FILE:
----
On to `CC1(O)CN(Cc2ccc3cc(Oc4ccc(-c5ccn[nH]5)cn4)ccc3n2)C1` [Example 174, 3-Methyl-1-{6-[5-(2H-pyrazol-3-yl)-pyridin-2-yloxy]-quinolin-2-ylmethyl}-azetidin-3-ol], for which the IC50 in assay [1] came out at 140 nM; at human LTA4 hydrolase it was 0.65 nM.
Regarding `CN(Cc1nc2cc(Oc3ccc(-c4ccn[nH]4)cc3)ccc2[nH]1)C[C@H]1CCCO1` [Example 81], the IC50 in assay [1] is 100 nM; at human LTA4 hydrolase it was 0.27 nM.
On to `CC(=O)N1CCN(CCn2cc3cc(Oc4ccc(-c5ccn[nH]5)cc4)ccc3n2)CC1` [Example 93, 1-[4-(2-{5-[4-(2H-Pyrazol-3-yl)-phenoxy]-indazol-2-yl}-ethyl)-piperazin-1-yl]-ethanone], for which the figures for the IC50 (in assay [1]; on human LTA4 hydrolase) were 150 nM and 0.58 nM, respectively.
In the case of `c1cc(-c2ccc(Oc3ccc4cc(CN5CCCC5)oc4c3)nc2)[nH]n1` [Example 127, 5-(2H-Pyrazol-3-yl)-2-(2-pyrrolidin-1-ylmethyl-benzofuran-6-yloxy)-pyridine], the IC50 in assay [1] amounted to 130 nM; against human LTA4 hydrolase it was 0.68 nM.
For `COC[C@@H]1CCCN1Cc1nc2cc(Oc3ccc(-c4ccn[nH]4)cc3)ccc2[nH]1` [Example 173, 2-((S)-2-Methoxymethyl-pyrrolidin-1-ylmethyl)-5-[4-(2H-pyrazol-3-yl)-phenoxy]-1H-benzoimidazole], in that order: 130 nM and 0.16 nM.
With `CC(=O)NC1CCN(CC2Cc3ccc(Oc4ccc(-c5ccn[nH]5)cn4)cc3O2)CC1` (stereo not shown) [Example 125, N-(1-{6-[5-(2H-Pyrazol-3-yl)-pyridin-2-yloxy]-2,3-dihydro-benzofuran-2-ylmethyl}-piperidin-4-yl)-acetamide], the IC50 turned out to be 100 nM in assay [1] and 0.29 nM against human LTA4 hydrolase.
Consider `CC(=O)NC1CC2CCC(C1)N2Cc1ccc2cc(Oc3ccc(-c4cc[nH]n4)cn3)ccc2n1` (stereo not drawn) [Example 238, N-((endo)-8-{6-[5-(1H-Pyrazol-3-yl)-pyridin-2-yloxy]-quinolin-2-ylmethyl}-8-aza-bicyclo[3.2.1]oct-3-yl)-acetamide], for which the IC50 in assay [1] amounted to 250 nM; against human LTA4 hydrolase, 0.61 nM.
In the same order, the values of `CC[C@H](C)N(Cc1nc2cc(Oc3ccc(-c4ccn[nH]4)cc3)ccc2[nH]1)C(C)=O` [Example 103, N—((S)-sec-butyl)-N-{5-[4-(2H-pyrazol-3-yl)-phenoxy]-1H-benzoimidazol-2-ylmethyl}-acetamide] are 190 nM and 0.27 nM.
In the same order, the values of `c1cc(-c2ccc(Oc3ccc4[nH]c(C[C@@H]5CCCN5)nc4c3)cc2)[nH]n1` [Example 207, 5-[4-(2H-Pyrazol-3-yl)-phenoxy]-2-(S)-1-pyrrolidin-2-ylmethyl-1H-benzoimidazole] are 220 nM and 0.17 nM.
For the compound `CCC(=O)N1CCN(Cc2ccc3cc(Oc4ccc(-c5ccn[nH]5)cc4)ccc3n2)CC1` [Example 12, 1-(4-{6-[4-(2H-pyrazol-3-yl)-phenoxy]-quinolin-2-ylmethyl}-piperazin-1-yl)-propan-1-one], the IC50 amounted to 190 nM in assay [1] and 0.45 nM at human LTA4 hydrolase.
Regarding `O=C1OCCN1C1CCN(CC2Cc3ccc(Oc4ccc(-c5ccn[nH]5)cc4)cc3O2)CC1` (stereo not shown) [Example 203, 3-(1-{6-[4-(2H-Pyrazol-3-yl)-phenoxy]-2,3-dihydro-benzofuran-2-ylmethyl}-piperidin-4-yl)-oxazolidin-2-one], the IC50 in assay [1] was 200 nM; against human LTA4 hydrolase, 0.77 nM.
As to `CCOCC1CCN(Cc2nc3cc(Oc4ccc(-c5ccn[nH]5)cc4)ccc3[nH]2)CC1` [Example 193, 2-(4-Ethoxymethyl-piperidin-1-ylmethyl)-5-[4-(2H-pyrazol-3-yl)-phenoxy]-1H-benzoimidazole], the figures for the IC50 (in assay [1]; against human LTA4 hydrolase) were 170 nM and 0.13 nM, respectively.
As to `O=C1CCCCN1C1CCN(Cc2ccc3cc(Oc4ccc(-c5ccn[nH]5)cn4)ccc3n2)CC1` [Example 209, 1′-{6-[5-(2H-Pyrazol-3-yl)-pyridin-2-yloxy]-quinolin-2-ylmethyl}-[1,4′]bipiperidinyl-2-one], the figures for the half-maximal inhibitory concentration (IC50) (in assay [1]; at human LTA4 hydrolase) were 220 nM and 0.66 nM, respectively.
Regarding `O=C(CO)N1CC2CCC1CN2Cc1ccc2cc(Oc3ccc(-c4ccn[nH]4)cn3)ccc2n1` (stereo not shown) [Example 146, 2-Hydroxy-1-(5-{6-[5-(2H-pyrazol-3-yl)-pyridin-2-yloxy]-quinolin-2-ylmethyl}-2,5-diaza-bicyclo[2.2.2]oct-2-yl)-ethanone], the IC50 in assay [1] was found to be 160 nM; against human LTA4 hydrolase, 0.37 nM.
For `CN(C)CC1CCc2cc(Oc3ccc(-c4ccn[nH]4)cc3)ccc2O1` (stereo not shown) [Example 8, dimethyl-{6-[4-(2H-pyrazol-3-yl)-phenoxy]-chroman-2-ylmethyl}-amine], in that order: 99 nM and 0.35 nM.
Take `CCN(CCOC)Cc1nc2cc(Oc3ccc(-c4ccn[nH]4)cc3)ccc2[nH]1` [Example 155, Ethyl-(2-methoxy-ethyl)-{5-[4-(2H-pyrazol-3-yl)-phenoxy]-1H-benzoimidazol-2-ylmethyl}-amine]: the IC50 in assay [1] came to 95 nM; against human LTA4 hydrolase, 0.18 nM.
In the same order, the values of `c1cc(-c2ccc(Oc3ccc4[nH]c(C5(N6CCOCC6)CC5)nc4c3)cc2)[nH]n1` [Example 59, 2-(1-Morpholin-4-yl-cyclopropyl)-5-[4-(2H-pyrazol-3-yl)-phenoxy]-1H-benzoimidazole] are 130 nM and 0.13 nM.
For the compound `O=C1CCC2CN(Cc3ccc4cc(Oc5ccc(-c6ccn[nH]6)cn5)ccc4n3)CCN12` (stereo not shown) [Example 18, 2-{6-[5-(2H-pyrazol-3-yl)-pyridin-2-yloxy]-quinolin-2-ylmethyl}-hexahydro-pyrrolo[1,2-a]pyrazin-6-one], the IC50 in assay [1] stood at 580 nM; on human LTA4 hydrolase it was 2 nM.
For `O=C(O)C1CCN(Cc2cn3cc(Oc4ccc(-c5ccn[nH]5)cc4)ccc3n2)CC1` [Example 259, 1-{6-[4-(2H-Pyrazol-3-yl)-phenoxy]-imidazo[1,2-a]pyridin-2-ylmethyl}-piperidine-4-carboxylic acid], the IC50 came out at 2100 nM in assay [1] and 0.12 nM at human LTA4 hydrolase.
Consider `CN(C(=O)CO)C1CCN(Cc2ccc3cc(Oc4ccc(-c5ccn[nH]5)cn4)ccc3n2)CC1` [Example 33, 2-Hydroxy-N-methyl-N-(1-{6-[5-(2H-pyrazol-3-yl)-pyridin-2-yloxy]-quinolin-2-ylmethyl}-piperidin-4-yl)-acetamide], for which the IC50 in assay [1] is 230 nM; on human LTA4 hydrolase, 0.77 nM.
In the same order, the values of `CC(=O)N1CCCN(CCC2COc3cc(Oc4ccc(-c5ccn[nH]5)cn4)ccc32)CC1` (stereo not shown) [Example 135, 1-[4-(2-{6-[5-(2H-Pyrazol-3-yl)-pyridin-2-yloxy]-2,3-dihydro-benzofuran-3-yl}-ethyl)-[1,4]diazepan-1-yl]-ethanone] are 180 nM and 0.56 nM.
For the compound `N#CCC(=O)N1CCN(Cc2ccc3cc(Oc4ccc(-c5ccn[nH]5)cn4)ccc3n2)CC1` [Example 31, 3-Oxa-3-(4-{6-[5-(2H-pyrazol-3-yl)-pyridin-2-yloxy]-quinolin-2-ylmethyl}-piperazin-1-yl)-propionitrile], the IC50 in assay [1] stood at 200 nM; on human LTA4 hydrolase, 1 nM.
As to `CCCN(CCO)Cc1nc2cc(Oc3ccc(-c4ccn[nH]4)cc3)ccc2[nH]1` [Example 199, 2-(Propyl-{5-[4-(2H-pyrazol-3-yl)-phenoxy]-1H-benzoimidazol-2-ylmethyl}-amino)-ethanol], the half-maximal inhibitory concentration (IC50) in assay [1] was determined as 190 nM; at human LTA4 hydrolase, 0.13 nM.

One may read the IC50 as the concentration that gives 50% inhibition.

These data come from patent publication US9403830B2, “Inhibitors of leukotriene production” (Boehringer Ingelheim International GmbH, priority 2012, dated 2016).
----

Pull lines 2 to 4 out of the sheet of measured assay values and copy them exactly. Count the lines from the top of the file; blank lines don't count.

Regarding `CN(Cc1nc2cc(Oc3ccc(-c4ccn[nH]4)cc3)ccc2[nH]1)C[C@H]1CCCO1` [Example 81], the IC50 in assay [1] is 100 nM; at human LTA4 hydrolase it was 0.27 nM.
On to `CC(=O)N1CCN(CCn2cc3cc(Oc4ccc(-c5ccn[nH]5)cc4)ccc3n2)CC1` [Example 93, 1-[4-(2-{5-[4-(2H-Pyrazol-3-yl)-phenoxy]-indazol-2-yl}-ethyl)-piperazin-1-yl]-ethanone], for which the figures for the IC50 (in assay [1]; on human LTA4 hydrolase) were 150 nM and 0.58 nM, respectively.
In the case of `c1cc(-c2ccc(Oc3ccc4cc(CN5CCCC5)oc4c3)nc2)[nH]n1` [Example 127, 5-(2H-Pyrazol-3-yl)-2-(2-pyrrolidin-1-ylmethyl-benzofuran-6-yloxy)-pyridine], the IC50 in assay [1] amounted to 130 nM; against human LTA4 hydrolase it was 0.68 nM.